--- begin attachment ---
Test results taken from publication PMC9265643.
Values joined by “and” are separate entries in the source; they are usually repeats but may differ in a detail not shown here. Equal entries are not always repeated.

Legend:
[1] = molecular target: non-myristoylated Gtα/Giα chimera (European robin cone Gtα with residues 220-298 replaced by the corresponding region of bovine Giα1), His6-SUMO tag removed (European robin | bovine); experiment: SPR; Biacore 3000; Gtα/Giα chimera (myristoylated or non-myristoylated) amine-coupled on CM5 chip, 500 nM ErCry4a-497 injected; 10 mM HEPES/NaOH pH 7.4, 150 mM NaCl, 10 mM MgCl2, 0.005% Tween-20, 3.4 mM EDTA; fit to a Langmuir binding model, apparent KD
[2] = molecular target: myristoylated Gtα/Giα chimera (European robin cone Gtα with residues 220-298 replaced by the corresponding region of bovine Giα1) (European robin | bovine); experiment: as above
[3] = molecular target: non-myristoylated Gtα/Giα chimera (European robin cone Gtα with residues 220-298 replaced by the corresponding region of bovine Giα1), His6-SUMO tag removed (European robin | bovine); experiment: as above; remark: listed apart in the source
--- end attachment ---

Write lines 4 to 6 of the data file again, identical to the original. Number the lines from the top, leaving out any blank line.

[1] = molecular target: non-myristoylated Gtα/Giα chimera (European robin cone Gtα with residues 220-298 replaced by the corresponding region of bovine Giα1), His6-SUMO tag removed (European robin | bovine); experiment: SPR; Biacore 3000; Gtα/Giα chimera (myristoylated or non-myristoylated) amine-coupled on CM5 chip, 500 nM ErCry4a-497 injected; 10 mM HEPES/NaOH pH 7.4, 150 mM NaCl, 10 mM MgCl2, 0.005% Tween-20, 3.4 mM EDTA; fit to a Langmuir binding model, apparent KD
[2] = molecular target: myristoylated Gtα/Giα chimera (European robin cone Gtα with residues 220-298 replaced by the corresponding region of bovine Giα1) (European robin | bovine); experiment: as above
[3] = molecular target: non-myristoylated Gtα/Giα chimera (European robin cone Gtα with residues 220-298 replaced by the corresponding region of bovine Giα1), His6-SUMO tag removed (European robin | bovine); experiment: as above; remark: listed apart in the source